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The Year That Was


By Greg Bird
2018 began much as 2017 ended – with bitterness, anger and discontent.
Citizens were growing increasingly disappointed over taxes, garbage, lack of leadership and other things as 2018 dawned. That wave of frustration washed in to May for the Primary Election, setting a tone of change for the last half of the year.
As the year closed down, it appeared there might be some cause for hope. A major announcement promising new jobs came in October, and the county would start the new year with a (mostly) new Fiscal Court.
Here is a look back at some of the stories a people that shaped 2018 for McCreary County.

The fight over the future of the McCreary County Extension Board continued in to 2018 and certainly had a more far-reaching effect than on everyone’s tax bills.
As the year began the beleaguered Board dug in their heels as the Fiscal Court began to take action to dissolve the Board and eliminate the tax passed the previous year. Frustration mounted on both sides over the tax, with supporters claiming the tax funding was needed to keep the Extension Service operating and arguing on behalf of the good that came of having the service in the county. Opponents were upset not only at the additional tax they would have to pay, but the way the tax was passed in the first place – with no word on the new levy until eight months after it was put in place.
The Fiscal Court, led by Magistrate Roger Phillips began taking steps to dissolve the Board through an ordinance, but the Extension Board was prepared to fight – filing legal action against the measure.
As the weeks dragged on, and a public hearing was held, it was clear that there was a huge divide among the citizens over the tax and service. Hundreds showed up to the hearing, with many offering tearful testimony of the benefits the Extension Service has provided them and their families, others worried about what would happen if the Board was shut down – would it close the service locally forever? But voices against the tax were present as well, stating the tax was too much and questioned supporting a service that only a few used.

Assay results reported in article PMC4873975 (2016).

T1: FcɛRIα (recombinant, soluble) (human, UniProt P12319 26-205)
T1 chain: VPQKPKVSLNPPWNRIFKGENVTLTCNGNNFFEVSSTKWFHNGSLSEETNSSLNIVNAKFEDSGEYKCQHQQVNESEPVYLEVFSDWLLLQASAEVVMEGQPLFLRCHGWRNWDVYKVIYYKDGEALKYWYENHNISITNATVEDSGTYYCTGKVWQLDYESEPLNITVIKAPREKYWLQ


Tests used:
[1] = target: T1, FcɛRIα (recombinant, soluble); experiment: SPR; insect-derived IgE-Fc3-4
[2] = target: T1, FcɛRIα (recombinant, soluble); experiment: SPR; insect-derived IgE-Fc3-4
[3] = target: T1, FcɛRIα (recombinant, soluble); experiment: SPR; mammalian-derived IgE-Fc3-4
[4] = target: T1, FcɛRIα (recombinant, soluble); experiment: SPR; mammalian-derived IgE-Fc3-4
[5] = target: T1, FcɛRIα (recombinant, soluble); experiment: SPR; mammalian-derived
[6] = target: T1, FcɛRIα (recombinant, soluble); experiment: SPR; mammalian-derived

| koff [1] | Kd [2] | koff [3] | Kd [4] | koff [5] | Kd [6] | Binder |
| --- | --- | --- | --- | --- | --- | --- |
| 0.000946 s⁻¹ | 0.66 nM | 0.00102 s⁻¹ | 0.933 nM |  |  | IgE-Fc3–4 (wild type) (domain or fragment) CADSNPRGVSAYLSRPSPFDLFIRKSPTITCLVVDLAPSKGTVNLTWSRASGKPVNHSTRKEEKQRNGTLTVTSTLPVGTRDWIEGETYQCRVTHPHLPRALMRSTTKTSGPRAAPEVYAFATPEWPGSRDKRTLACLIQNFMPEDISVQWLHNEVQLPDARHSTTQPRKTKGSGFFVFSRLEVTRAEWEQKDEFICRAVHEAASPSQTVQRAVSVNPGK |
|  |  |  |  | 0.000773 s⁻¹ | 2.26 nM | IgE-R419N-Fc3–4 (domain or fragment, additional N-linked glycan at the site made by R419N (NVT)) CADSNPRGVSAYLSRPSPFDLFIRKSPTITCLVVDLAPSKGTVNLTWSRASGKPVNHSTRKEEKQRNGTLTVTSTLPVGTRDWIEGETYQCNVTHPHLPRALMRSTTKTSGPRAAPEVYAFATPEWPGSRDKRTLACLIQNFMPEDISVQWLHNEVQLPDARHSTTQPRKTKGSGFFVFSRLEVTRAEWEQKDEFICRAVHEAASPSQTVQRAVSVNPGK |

Magistrate Jason Mann, seen as the deciding vote on the proposed ordinance, took a stand – declaring his vote would be based on number ratio of his constituents who wanted to keep the tax, over those who wanted it gone.
Living up to his word after the hearing, Mann met with the Board to hammer out a compromise deal, trading his vote on the dissolvement for a promise to lower the tax rate. The agreement lowered the rate by a small amount, leaving the Fiscal Court without a majority vote – ending the debate in June.
But the battle over the Extension Board had an impact in other areas of the county in 2018…most notably…


The Election

The 2018 Primary Election was one of the most contested, and certainly most contentious elections in recent memory.
Surprise candidates, angry words, accusations of political trickery and old feuds seemed to dominate social media and back-room talks. People seemed to grow frustrated with the new trend of political debate and took their opinions to the polls.
By the end of Primary Election night many incumbents found themselves on the loosing end, promising a new-look county government for the next four years.
Heading in to the General Election in November, many of the major races were already all but decided, but a few still were in contention during the much more civil political season.
In the end McCreary County chose a new look for its government moving forward: a new Judge-Executive, three new Magistrates, a new County Attorney, PVA, and three Constables will take office next week – looking to shape the next four years of the county’s development.
One of the major topics, particularly among the Sheriff’s candidates was…
In January 35-year-old Darren Kidd went missing from the area near his home in Pine Knot, sparking massive searches and conspiracy theories. Kidd’s body was eventually found less than four months later, and Sheriff Randy Waters reported no evidence of wrongdoing, but some people believe there is more to the disappearance and others in the County.
Two more young men were reported missing in 2018, Jeff Shepherd in March and William Cross in May, and neither have yet to be found.
Those cases help reignite interest in unsolved cases in McCreary County such as Christina Bussell, Roger King and many others.
2018 also marked the 20-year anniversary of the disappearance of Crystal Marler, a 15-year-old young woman who went missing in 1998. Marler’s remains were found in 2009, the case remains unsolved and the family continues to look for answers.